Forget Klout. Use your clout.

you, the columnist

By Dave Lieber
Fort Worth Star-Telegram


Are you familiar with The website says it rates your “online influence” on a scale of 1 to 100 “based on your ability to drive action in social networks. We process this data on a daily basis to give you an updated Klout score each morning.”

I hear you sighing: “Not another stupid social media time waster!”

Wait. This is not about how important your Klout score is and how you need to boost it. It’s about using your clout as a columnist.

But first, I want to show you how your online Klout score is becoming more prominent in the real world. The New York Times, in a November 2011 piece by Beth Landman, described how guests waiting in line to enter a swanky event in an “upscale Miami neighborhood” were miffed when they saw others glide through “a separate velvet-roped V.I.P. area.”

Landman wrote, “A privileged few shared one denominator: each guest had accumulated a Klout score above 40.”

Landman also described how only bloggers with a Klout score above 50 were invited to a show at Lincoln Center.

Of course, after reading this, I checked my score. A measly 38. No Miami swanky event for me. But after linking my Facebook, Twitter and LinkedIn accounts, within a few days, my score jumped to 43. Swanky event V.I.P. line yes; Lincoln Center, er, no.

Then I realized how stupid this is. People wanting high clout scores really want to be us. So I suggest to you, the columnist, the following: forget your Klout score and concentrate on using your clout as a columnist to make things happen. Change the world. Fix something. Kick some butt.

Here’s one way how: solve somebody’s problem. Expose a wrongdoing and teach others how to avoid the same problem. And do it all in one column.

As my newspaper’s Watchdog columnist, I do it 100 times a year. In addition to exposing corruption in businesses and government, I also chase after corporate stupidity, or worse, corporate thuggery. It’s amazing how easy it is.

Here’s a little secret: a columnist is really the last line of defense against an unsavory world. Take an elderly lady who has called the phone company a dozen times trying to get her bill straightened out. The customer service reps at the New Delhi call center blow her off every time. But then she writes me, I simply send a copy of her letter to the company and within a day, the “victim” gets the red carpet treatment, and I’m her hero.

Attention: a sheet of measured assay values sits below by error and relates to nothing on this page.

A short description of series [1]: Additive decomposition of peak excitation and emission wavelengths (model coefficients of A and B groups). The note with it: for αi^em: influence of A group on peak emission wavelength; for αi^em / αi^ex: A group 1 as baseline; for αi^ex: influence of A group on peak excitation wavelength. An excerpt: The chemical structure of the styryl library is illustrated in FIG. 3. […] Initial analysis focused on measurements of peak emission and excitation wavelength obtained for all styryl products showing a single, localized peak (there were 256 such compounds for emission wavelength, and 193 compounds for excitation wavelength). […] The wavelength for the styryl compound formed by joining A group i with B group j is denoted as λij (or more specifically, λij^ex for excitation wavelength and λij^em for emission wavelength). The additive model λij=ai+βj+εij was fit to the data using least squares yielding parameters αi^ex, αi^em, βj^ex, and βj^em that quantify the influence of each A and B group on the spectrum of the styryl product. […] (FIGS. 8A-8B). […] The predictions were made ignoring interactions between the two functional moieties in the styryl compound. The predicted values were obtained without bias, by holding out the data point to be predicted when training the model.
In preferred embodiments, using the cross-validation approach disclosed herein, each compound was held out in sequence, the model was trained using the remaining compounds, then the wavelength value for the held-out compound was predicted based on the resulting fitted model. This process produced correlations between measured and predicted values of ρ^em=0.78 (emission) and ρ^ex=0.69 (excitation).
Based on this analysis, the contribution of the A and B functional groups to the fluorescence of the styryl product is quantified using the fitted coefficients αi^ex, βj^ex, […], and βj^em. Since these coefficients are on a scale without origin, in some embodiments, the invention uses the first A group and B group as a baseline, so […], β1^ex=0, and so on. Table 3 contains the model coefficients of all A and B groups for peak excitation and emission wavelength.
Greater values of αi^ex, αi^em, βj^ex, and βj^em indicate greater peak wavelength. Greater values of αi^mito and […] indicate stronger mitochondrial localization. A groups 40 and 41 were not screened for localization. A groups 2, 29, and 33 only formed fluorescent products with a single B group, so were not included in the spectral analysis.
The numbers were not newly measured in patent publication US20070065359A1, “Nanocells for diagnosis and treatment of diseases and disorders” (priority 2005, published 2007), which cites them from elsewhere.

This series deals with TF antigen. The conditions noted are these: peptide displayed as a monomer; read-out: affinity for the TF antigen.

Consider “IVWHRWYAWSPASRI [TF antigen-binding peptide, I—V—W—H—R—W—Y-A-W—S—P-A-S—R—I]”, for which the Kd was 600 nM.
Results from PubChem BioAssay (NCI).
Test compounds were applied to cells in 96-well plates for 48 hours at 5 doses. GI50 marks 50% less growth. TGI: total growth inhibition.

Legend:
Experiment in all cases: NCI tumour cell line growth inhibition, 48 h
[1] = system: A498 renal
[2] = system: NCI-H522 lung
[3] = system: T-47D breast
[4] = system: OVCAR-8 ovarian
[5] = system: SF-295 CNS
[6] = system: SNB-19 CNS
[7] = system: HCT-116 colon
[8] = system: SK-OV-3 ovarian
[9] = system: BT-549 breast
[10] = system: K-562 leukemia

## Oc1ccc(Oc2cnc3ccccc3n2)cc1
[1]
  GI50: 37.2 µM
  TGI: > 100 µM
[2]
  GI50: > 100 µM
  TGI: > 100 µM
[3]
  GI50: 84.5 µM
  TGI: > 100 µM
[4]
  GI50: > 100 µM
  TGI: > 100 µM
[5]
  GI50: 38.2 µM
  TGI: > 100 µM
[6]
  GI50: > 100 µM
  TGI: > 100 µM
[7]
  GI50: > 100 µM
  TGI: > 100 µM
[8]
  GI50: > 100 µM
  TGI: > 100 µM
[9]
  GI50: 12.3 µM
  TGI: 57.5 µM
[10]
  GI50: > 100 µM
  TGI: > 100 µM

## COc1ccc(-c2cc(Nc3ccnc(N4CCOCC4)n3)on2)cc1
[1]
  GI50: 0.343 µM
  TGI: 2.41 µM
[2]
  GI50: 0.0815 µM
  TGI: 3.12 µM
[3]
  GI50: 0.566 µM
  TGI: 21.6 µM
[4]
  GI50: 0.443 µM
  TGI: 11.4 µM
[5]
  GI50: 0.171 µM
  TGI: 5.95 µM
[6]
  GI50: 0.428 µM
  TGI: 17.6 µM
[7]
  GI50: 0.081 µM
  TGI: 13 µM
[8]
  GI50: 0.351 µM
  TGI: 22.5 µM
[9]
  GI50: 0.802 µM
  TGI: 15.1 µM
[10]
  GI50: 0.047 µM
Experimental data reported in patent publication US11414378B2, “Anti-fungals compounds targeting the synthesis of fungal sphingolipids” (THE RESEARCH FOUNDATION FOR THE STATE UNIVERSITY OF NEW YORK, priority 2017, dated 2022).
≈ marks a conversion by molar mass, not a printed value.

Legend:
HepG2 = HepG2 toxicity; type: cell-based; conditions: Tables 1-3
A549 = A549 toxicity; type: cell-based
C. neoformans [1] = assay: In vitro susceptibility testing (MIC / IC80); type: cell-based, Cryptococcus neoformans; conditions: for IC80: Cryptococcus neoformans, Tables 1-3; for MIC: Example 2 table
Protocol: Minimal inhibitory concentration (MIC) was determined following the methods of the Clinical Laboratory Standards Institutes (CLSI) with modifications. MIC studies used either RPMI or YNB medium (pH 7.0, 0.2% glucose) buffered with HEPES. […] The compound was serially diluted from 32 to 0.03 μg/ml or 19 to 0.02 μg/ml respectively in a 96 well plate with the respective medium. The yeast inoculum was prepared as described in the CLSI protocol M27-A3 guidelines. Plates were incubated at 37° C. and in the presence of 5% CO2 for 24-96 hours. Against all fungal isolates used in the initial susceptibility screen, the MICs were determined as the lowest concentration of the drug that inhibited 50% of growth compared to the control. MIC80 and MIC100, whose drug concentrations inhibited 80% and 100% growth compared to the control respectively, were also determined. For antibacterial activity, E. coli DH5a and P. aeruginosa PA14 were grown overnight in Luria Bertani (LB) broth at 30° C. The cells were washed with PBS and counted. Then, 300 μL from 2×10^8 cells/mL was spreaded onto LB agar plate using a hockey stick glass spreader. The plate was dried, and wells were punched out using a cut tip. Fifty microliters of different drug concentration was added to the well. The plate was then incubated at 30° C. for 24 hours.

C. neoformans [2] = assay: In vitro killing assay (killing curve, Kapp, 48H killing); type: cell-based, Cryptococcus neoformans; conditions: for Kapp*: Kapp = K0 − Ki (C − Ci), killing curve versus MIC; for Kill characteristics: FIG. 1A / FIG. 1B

Corporations are terrified of bad publicity. A media relations officer will jump through hoops to fix almost any problem in record time to lessen the effects of negative publicity. Newspapers still matter.

I do this so much I don’t even bother to put most of these success stories in the newspaper. But when I do print them, the public stands and cheers. “Way to go, Dave. Keep kicking the electric company’s butt! You’re our only hope!”

Try it. I’m sure you don’t write this kind of watchdog column, but it doesn’t matter. You’re still a columnist. If you write a humor column, do it funny. If you write a feature column, do it featury. Find someone with a nasty problem. (It’s not hard in today’s world.) Then do a Google search for “Company XYZ media relations” to find the person responsible for handling people like us. Send a description of the victim’s problem to that person (their email is usually on their website) along with the victim’s name, address, account number and phone number so they can look up the account.

Tell the company rep that you’re on a deadline and they need to get back to you pronto. Believe me, they know the drill.

Then when the matter is cleared up, let ‘er rip, baby. Write the heck out of it. Show the world how columnists matter. Whether you realize it or not, you truly are the last line of defense.

It’s not about Klout, but about your clout. You, the columnist, still have it. Whether you realize it or not, you matter. Don’t waste your clout by not using it.

Dave Lieber is founder of the National Society of Newspaper Columnists Education Foundation. Read Chapter One of his critically-acclaimed new book at

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